The President’s budget strategy

The President’s budget strategy

Yesterday I analyzed the substance of the President’s new budget proposal.

More important than the substance of his proposal, though, was his aggressive attack on the Ryan budget and those proposing it.

Jake Tapper captured it perfectly by comparing two quotes from President Obama.

At the House Republican retreat in January, 2010:

THE PRESIDENT: We’re not going to be able to do anything about any of these entitlements if what we do is characterize whatever proposals are put out there as, “Well, you know, that’s — the other party’s being irresponsible. The other party is trying to hurt our senior citizens. That the other party is doing X, Y, Z.”

Yesterday:

THE PRESIDENT: One vision has been championed by Republicans in the House of Representatives and embraced by several of their party’s presidential candidates…This is a vision that says up to 50 million Americans have to lose their health insurance in order for us to reduce the deficit.  And who are those 50 million Americans?  Many are someone’s grandparents who wouldn’t be able afford nursing home care without Medicaid.  Many are poor children.  Some are middle-class families who have children with autism or Down’s syndrome.  Some are kids with disabilities so severe that they require 24-hour care.  These are the Americans we’d be telling to fend for themselves.

The news of yesterday’s speech was the strategic direction the President revealed through these attacks, not the substance (what little there was) of his proposal.

Between now and Election Day I think the President wants:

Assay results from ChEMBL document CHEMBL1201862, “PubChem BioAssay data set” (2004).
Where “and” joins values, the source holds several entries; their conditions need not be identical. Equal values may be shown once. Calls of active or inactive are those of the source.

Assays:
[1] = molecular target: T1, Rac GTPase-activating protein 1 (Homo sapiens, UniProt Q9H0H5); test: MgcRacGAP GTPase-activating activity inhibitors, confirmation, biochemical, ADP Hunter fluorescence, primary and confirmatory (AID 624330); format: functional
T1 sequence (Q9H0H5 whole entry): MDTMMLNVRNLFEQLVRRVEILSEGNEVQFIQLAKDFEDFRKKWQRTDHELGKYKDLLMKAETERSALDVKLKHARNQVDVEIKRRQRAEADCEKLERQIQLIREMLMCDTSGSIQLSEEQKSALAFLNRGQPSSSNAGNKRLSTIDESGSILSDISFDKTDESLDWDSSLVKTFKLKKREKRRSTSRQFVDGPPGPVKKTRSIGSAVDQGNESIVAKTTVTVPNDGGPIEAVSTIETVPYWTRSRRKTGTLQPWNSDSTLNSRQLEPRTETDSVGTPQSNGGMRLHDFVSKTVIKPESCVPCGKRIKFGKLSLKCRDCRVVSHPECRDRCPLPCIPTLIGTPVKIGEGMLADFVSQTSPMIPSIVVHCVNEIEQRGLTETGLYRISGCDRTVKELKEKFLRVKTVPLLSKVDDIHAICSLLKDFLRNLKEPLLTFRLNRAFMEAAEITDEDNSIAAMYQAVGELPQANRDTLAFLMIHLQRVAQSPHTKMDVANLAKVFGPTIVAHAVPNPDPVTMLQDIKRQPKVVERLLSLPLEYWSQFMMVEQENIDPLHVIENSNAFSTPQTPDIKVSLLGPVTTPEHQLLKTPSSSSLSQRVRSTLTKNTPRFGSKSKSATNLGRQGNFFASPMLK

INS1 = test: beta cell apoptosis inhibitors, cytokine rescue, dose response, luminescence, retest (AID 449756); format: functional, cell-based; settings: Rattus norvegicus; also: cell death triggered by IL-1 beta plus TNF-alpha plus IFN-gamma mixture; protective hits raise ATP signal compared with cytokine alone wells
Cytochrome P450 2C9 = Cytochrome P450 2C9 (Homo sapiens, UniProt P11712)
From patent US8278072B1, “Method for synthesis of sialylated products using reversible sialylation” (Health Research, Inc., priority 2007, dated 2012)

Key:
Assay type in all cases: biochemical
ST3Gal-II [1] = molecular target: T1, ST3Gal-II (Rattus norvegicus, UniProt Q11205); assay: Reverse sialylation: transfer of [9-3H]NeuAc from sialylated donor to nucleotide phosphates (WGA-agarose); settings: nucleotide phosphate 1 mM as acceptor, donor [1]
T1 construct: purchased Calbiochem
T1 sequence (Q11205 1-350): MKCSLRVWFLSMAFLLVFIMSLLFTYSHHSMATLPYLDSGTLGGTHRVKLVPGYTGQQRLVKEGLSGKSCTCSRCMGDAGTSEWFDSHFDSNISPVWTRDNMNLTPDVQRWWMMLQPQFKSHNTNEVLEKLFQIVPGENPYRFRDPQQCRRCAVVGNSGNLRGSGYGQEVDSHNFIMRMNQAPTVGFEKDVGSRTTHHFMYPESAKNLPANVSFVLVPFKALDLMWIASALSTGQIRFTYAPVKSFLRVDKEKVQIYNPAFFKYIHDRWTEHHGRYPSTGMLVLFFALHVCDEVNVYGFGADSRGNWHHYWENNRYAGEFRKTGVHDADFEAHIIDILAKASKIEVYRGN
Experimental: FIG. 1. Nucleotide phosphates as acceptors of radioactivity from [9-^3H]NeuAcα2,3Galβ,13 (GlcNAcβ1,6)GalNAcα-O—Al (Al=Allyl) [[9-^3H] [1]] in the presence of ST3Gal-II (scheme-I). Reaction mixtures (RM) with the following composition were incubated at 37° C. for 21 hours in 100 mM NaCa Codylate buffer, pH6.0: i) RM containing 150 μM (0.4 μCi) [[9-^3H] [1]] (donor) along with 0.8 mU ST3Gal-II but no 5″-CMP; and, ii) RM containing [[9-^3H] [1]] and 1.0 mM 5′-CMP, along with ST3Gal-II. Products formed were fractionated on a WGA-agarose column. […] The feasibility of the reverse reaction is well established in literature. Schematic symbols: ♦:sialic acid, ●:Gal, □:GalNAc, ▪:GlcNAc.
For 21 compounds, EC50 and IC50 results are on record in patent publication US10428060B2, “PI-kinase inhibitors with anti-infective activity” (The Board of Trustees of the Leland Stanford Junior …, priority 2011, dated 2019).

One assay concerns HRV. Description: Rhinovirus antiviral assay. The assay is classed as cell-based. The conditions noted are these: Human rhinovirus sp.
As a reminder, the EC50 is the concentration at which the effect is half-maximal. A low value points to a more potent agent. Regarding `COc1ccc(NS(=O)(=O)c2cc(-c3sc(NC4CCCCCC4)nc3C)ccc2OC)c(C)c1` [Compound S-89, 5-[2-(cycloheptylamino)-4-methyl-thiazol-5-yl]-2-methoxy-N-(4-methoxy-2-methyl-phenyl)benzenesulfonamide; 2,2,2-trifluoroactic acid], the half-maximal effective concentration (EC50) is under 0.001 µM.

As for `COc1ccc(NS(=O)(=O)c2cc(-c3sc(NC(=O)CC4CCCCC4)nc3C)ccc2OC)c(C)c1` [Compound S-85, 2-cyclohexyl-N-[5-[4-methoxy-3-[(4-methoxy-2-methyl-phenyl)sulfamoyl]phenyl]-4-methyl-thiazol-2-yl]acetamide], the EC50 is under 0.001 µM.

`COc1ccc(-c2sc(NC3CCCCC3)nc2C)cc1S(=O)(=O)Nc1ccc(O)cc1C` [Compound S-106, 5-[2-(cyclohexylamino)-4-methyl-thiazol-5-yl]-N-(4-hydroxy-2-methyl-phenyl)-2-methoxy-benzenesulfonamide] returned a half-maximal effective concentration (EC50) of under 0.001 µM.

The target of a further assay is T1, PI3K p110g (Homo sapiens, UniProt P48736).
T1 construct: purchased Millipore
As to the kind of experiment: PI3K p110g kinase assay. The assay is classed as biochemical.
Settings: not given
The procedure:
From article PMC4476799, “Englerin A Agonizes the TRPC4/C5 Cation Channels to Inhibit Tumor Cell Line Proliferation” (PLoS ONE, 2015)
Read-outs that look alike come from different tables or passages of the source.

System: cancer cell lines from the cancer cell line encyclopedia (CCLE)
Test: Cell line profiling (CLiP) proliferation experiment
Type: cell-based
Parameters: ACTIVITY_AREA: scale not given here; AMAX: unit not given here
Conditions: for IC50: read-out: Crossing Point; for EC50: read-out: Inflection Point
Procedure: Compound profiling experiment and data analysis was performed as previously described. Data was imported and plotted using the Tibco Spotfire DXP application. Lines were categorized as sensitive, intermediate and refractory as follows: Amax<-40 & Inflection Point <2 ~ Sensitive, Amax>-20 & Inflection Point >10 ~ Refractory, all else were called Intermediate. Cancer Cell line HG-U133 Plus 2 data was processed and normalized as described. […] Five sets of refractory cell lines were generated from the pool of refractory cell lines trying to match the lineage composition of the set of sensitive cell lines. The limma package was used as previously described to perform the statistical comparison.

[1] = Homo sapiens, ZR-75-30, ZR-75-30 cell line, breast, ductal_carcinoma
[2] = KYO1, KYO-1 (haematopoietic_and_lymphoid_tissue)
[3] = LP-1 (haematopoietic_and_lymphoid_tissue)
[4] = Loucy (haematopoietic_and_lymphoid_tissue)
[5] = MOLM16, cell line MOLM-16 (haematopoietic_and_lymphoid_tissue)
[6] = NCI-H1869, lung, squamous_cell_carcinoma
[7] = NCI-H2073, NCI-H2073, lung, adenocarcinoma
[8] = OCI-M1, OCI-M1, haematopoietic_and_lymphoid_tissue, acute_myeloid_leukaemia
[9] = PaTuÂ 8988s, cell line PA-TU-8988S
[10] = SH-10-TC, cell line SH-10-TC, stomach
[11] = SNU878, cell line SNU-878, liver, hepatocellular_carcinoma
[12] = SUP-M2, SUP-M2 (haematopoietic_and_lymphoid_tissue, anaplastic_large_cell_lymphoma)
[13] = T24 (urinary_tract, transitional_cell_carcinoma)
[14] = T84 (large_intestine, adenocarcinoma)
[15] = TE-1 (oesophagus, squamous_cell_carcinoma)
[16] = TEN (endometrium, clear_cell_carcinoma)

1. a small deficit accomplishment to rebuild credibility with independents;
  2. a vigorous and political tax fight; and
  3. the political benefits of scaring senior citizens.

The President made his budget strategy clear.

  • Try for a small short-term bipartisan deficit reduction deal this year – tweaks to Medicare, Medicaid, and other entitlements, maybe combined with some defense cuts. Save maybe $100 – $400 B over 10 years, roughly an entitlement parallel to the recent appropriations deal. Use the new VP-led negotiating process to steer those negotiations. See if you can split off a few Senate Republicans from the pack.
  • Push for tax increases as part of this short-term deal, but abandon them as needed to get to a deficit reduction signing ceremony.
  • Get a signing ceremony for this bill to demonstrate the President can work with “reasonable Republicans.” The photo op of the President signing a bill with Republicans standing next to him is critical for the 2012 campaign. Frame the bill as a demonstration of good faith and a first step toward a long-term solution.
  • Use the photo, combined with claimed but unsubstantiated deficit reduction from yesterday’s speech, to build credibility with independents for November 2012.
  • Blast away at Republicans on the big spending issues. Take long-term entitlement reform off the table, reassuring his base. Demagogue on Social Security, Medicare, and Medicaid.
  • Pick a fight over the top tax rates, exciting your political base. Try to restore the Clinton 90s framing of “Medicare and Medicaid vs. tax cuts for the rich.”

The President’s new strategy guarantees two more years of fiscal stalemate and poisons the well on the most important economic policy question facing American policymakers: how to permanently solve the long-term fiscal problem caused by the unsustainable growth of Social Security, Medicare, and Medicaid.

(photo credit: Matt Brubeck)

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